A UN spokesman says aid shipments are being suspended until the safety of UN staff can be guaranteed. Earlier this week, nearly 40 people were killed by Israeli mortar fire outside a UN school. Israel said its troops had come under fire by militants using the building for cover. For a second straight day, Israel said it suspended its Gaza military operation for three hours today to allow in humanitarian supplies, but the truck driver came under fire before the pause, the UN says.  (Source)

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Jett Travolta autopsy

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Thomas Noftall Loses Lotto Winnings Over ‘Misprint’

It’s been a rough year already for lottery winner—and loser—Thomas Noftall. The Toronto man netted $135,000 in winnings from four scratch-off tickets on New Year’s Eve but was rebuffed when he went to collect his prize, UPI reports. “One guy pulled me into his office and said, ‘Between me and you, they’re going to void your tickets,'” said Noftalll. A lotto spokesman says 1,000 misprinted tickets were distributed in Ontario. “I’ve gone from the highest of highs to the lowest of lows,” added the 27-year-old, who didn’t comment on any action he might take.(Source)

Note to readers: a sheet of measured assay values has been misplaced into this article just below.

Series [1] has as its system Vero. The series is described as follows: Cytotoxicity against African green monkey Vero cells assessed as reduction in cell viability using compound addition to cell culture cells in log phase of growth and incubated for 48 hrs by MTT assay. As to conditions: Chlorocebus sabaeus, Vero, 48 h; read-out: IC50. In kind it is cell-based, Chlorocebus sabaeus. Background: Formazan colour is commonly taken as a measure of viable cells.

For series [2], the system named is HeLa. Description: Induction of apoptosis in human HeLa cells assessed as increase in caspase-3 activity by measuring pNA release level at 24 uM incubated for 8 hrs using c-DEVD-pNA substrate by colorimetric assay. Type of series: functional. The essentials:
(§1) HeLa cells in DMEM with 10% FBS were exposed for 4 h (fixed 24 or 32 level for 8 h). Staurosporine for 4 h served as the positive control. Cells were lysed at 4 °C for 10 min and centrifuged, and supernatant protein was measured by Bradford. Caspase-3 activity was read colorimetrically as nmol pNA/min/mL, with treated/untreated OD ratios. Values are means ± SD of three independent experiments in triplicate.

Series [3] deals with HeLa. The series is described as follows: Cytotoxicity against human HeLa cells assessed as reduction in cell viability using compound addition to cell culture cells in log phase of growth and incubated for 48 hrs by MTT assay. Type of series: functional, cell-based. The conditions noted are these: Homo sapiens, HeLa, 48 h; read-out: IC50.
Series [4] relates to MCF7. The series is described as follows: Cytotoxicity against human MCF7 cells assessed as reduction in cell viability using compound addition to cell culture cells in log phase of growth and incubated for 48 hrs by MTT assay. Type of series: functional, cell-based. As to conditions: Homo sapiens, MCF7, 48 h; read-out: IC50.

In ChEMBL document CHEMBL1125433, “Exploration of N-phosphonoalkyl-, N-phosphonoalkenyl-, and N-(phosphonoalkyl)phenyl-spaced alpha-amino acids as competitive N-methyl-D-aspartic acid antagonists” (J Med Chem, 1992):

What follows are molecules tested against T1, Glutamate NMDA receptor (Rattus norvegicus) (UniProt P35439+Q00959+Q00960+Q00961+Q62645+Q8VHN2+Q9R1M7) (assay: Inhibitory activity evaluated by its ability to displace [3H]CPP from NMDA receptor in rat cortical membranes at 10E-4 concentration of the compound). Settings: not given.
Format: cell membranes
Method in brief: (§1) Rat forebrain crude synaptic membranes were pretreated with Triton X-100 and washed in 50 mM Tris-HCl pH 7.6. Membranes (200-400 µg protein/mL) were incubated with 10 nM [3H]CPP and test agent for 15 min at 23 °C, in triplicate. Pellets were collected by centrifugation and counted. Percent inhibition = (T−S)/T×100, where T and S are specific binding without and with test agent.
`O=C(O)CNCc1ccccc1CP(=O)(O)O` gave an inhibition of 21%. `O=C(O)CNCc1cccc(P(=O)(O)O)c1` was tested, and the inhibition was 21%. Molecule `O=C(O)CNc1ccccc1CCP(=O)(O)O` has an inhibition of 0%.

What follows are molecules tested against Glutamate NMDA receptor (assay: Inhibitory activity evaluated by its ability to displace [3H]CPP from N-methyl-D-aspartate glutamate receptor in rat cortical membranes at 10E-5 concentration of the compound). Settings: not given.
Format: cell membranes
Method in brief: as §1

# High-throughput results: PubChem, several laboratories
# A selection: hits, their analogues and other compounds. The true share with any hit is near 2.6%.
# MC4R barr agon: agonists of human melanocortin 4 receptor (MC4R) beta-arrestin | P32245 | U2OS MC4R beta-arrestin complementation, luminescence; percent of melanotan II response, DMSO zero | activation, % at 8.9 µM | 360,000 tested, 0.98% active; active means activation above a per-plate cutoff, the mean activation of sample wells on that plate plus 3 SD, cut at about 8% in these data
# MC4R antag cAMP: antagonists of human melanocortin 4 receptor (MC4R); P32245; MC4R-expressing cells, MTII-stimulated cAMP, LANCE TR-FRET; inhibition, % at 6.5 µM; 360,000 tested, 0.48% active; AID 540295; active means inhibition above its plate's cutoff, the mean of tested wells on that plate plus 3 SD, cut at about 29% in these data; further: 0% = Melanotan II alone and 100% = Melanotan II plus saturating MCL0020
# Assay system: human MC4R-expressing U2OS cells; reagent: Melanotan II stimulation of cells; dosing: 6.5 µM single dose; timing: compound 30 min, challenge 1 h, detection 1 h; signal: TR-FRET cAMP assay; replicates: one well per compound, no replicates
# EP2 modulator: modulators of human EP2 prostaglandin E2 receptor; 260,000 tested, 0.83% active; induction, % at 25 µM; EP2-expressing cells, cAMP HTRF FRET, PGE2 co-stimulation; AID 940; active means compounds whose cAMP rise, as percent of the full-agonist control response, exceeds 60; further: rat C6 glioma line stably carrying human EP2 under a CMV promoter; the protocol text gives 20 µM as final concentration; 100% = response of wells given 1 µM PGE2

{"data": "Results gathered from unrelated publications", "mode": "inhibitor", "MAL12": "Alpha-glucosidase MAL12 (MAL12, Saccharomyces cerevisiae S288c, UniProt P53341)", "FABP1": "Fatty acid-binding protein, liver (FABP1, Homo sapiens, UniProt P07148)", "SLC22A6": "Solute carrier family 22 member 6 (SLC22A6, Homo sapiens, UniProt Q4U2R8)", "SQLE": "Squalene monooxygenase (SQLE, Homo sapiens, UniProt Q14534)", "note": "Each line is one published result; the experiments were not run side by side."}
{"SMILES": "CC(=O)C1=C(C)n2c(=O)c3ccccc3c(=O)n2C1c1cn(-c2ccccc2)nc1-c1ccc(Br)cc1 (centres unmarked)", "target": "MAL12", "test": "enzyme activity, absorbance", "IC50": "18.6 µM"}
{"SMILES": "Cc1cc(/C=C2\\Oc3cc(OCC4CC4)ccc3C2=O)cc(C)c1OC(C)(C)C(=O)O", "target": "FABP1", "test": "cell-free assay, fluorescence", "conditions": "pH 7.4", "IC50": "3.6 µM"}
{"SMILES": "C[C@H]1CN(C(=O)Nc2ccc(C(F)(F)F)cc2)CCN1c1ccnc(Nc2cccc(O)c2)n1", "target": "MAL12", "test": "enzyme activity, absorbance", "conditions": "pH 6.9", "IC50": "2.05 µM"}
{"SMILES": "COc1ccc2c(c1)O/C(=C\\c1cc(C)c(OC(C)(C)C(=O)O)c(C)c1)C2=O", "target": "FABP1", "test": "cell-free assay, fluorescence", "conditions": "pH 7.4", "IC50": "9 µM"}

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Jett “was significantly mentally handicapped.”

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Jett Travolta had a beaming smile and a boy’s love of the water, but he was never heard speaking, and even the family’s closest friends never knew what ailments he had, reports People. “I observed that he was significantly mentally handicapped,” says actress Anne Archer. “John always communicated to him as if Jett could completely understand him. It was a kind of sweet exchange, where he was just happy with anything that Jett offered. Anything.”

The rest of the story here.